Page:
The Financial Stability Oversight Council (FSOC), the unelected oversight group created by the Dodd-Frank Act to monitor and regulate firms deemed to pose systemic risk to the economy (ie. “too big too fail”), has decided begun to expand its remit beyond what even the law’s authors had imagined.
Conceived as a means of circumscribing the actions of the large financial institutions whose failures could crater the economy, the FSOC is now sticking its label on any financial services firm they can get away with. This week they finished their investigation of MetLife, an insurer. Even though MetLife poses no systemic risk to the economy by any empirical measurement, it is likely to be enveloped by the grubby hands of FSOC anyway.
The MetLife episode demonstrates the huge difficulties in administering an extremely complex regulatory mechanism. Rather than looking for actual systemic risks, FSOC just wants to control as much of the economy as it can. Barney Frank has feigned surprise at this turn of events and has apparently said he never envisioned such a wide scope for FSOC. Well, Mr. Frank, this is what happens when you hand a huge amount of nonspecific powers to a virtually unaccountable organization.
The whole idea behind Dodd-Frank is wrongheaded. It relies on the idea that systemic risks can be accurately calculated before a financial shock is experienced. The solution it prescribes is more red tape for the financial services industry to stumble over. It is unlikely to succeed in anything but choking off economic growth and expanding government power over the economy at the expense of the people.
There is an alternative solution to dealing with vulnerable, systemically important institutions: nationalize them.
The very idea of nationalization naturally raises the bile in the throats of any supporter of the free market, but bear with me on this one.
I propose a law that would require any large financial institution seeking emergency funds from the federal government, as happened during the financial crisis through the Troubled Assets Relief Program (TARP) and government subsidized mergers, to instead be taken over by the government. The law would also stipulate a process by which the firm would be broken up into smaller pieces and sold back to the market as quickly as possible.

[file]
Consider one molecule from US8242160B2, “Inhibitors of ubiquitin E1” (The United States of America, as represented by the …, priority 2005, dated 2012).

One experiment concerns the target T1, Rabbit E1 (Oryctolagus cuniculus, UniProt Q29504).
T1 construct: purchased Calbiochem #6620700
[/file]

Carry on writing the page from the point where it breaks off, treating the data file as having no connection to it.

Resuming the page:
This radical proposal would be better than what has occurred for two reasons. First, in terms of the actions of the big banks, they would necessarily factor the prospect of being cracked open and sold off piecemeal into their future risk calculations. This would mean firms would take actions less likely to cause systemic shocks to the economy and removes the perverse incentive from banks like Goldman Sachs to deliberately make themselves systemically necessary as a sort of insurance policy. When a firm is too big too fail, that means it does not need to factor the true risk of failure into their calculations. My proposal allows for a mechanism to deal with firms that are systemically important in an orderly way that does not promote bad actions from the institutions in question.
Second, my proposal would prevent the sort of concentration that the government’s response to the financial crisis produced. The big banks were glutted with federal cash to keep them afloat while smaller banks were left largely in the lurch. The result has been that the big institutions that were at the center of the financial collapse have only gotten larger and more profitable, while the smaller institutions with no such blame getting sunk or, if they survive, playing on an even more unfair field.
There is nothing wrong with big banks. There is something wrong with those big banks using their political clout to skew the free market in their favor. My proposal is a means by which the people can reassert control over their economy without giving undue regulatory powers to the government.
My proposal could find support on both sides of the aisle in Congress. For the left, the policy is punitive against firms that take risks while being extremely important to the economy. For the right, it benefits Main Street and only takes effect when institutions are at risk of going under and taking everyone with them.
The government is not to be trusted when it comes to regulating the economy day-to-day. It’s ability to interfere should be strictly defined and the steps it may take clearly delineated. My proposal demands very specific actions in response to specific shocks. In the end, the economy benefits from fewer systemically risky firms, the taxpayers benefit from not writing a blank check to crony-capitalist bankers, and the industry benefits from a more level playing field.